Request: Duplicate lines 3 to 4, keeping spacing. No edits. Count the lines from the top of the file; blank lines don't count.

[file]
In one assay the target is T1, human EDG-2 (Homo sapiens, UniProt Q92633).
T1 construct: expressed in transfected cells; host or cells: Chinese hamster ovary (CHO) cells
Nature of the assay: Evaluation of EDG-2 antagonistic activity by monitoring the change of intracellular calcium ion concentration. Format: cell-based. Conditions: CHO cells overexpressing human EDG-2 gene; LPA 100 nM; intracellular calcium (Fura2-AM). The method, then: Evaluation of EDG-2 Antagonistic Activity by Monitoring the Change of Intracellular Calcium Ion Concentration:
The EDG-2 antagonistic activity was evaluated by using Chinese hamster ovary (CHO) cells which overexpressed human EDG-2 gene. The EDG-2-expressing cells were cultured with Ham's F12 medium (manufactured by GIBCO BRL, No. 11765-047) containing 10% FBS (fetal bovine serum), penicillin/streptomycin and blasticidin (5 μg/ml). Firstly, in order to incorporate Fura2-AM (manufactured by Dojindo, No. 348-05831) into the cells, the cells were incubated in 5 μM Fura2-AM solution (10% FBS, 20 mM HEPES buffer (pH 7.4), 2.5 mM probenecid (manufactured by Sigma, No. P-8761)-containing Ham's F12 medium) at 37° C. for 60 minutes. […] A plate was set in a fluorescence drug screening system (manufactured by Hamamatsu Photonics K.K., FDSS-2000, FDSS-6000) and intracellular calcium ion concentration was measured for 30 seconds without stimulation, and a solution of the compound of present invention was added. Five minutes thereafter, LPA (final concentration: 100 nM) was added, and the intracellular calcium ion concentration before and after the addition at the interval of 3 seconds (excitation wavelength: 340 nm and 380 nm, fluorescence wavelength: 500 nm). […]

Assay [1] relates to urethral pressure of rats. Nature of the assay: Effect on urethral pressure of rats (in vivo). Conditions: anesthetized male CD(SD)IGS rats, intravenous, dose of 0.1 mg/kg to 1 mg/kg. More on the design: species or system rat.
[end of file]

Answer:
Nature of the assay: Evaluation of EDG-2 antagonistic activity by monitoring the change of intracellular calcium ion concentration. Format: cell-based. Conditions: CHO cells overexpressing human EDG-2 gene; LPA 100 nM; intracellular calcium (Fura2-AM). The method, then: Evaluation of EDG-2 Antagonistic Activity by Monitoring the Change of Intracellular Calcium Ion Concentration:
The EDG-2 antagonistic activity was evaluated by using Chinese hamster ovary (CHO) cells which overexpressed human EDG-2 gene. The EDG-2-expressing cells were cultured with Ham's F12 medium (manufactured by GIBCO BRL, No. 11765-047) containing 10% FBS (fetal bovine serum), penicillin/streptomycin and blasticidin (5 μg/ml). Firstly, in order to incorporate Fura2-AM (manufactured by Dojindo, No. 348-05831) into the cells, the cells were incubated in 5 μM Fura2-AM solution (10% FBS, 20 mM HEPES buffer (pH 7.4), 2.5 mM probenecid (manufactured by Sigma, No. P-8761)-containing Ham's F12 medium) at 37° C. for 60 minutes. […] A plate was set in a fluorescence drug screening system (manufactured by Hamamatsu Photonics K.K., FDSS-2000, FDSS-6000) and intracellular calcium ion concentration was measured for 30 seconds without stimulation, and a solution of the compound of present invention was added. Five minutes thereafter, LPA (final concentration: 100 nM) was added, and the intracellular calcium ion concentration before and after the addition at the interval of 3 seconds (excitation wavelength: 340 nm and 380 nm, fluorescence wavelength: 500 nm). […]